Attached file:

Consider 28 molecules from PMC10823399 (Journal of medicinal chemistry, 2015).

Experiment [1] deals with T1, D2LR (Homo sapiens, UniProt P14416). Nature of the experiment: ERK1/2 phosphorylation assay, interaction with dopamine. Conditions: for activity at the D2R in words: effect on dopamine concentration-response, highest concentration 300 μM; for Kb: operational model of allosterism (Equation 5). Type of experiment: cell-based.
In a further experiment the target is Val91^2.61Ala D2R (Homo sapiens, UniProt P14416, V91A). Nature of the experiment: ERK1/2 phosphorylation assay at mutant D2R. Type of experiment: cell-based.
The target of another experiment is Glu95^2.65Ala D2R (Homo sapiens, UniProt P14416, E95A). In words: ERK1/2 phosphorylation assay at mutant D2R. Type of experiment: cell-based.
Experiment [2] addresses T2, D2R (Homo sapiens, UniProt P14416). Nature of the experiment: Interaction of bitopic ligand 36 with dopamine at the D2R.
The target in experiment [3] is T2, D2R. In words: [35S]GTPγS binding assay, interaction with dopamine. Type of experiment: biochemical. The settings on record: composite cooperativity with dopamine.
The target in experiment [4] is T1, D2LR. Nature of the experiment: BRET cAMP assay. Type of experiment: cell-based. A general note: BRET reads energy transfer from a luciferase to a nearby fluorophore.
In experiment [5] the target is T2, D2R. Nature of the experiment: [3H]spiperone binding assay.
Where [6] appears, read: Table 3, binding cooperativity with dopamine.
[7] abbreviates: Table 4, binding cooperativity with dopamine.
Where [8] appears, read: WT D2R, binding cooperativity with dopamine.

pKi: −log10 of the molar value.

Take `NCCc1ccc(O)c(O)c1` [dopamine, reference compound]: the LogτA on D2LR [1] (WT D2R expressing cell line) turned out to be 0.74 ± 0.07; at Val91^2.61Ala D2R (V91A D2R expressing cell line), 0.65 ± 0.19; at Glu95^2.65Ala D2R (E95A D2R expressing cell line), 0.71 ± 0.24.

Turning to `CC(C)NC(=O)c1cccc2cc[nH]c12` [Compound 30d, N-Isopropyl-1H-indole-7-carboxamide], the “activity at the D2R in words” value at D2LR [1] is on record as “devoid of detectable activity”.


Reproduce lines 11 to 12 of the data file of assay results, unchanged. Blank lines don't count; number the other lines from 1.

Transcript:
Where [8] appears, read: WT D2R, binding cooperativity with dopamine.

pKi: −log10 of the molar value.